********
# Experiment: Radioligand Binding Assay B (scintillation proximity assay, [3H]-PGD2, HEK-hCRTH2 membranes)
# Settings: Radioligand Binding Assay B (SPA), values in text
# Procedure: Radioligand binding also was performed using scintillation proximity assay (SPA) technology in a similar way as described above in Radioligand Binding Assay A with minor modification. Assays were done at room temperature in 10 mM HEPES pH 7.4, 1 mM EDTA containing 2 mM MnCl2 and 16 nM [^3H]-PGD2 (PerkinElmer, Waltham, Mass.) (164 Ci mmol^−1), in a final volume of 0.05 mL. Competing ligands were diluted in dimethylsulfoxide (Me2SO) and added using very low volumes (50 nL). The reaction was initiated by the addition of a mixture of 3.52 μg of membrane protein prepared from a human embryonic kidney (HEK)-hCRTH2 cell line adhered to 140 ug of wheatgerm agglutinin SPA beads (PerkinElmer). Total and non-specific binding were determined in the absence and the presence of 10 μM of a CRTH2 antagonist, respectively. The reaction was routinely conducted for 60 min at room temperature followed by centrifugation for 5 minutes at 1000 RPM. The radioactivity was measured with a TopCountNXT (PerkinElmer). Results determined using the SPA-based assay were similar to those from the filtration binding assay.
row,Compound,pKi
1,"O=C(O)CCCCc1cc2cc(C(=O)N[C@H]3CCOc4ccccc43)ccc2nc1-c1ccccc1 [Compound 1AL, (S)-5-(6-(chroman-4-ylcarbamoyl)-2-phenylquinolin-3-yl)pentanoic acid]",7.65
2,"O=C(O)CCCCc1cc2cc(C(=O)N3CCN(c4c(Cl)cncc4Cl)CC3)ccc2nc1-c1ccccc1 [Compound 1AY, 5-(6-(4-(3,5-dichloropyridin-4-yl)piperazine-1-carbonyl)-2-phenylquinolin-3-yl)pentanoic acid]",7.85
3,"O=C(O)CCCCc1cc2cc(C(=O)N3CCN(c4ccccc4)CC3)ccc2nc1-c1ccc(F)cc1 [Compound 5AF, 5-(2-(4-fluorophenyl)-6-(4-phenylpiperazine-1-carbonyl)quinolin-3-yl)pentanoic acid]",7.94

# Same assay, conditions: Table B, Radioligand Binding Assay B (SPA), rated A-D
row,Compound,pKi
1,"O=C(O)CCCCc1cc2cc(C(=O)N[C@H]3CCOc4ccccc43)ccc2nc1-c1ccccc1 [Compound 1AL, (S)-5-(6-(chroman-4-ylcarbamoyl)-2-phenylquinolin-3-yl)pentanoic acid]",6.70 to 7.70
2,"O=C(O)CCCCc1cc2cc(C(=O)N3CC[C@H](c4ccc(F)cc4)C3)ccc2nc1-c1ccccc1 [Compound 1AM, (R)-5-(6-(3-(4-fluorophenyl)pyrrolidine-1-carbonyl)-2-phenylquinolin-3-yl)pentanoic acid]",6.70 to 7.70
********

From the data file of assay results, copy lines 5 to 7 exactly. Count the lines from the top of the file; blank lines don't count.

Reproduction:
1,"O=C(O)CCCCc1cc2cc(C(=O)N[C@H]3CCOc4ccccc43)ccc2nc1-c1ccccc1 [Compound 1AL, (S)-5-(6-(chroman-4-ylcarbamoyl)-2-phenylquinolin-3-yl)pentanoic acid]",7.65
2,"O=C(O)CCCCc1cc2cc(C(=O)N3CCN(c4c(Cl)cncc4Cl)CC3)ccc2nc1-c1ccccc1 [Compound 1AY, 5-(6-(4-(3,5-dichloropyridin-4-yl)piperazine-1-carbonyl)-2-phenylquinolin-3-yl)pentanoic acid]",7.85
3,"O=C(O)CCCCc1cc2cc(C(=O)N3CCN(c4ccccc4)CC3)ccc2nc1-c1ccc(F)cc1 [Compound 5AF, 5-(2-(4-fluorophenyl)-6-(4-phenylpiperazine-1-carbonyl)quinolin-3-yl)pentanoic acid]",7.94